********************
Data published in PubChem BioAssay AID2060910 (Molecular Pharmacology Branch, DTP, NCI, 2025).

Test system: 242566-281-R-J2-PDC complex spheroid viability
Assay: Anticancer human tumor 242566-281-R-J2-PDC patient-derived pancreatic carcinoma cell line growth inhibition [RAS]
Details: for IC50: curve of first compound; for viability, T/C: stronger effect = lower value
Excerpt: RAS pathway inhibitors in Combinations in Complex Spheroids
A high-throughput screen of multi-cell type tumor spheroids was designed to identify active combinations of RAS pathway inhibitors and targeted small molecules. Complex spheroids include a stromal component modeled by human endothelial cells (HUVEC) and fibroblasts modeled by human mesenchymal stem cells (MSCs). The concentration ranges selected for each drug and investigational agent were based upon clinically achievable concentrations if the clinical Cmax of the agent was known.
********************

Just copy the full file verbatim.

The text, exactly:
Data published in PubChem BioAssay AID2060910 (Molecular Pharmacology Branch, DTP, NCI, 2025).

Test system: 242566-281-R-J2-PDC complex spheroid viability
Assay: Anticancer human tumor 242566-281-R-J2-PDC patient-derived pancreatic carcinoma cell line growth inhibition [RAS]
Details: for IC50: curve of first compound; for viability, T/C: stronger effect = lower value
Excerpt: RAS pathway inhibitors in Combinations in Complex Spheroids
A high-throughput screen of multi-cell type tumor spheroids was designed to identify active combinations of RAS pathway inhibitors and targeted small molecules. Complex spheroids include a stromal component modeled by human endothelial cells (HUVEC) and fibroblasts modeled by human mesenchymal stem cells (MSCs). The concentration ranges selected for each drug and investigational agent were based upon clinically achievable concentrations if the clinical Cmax of the agent was known.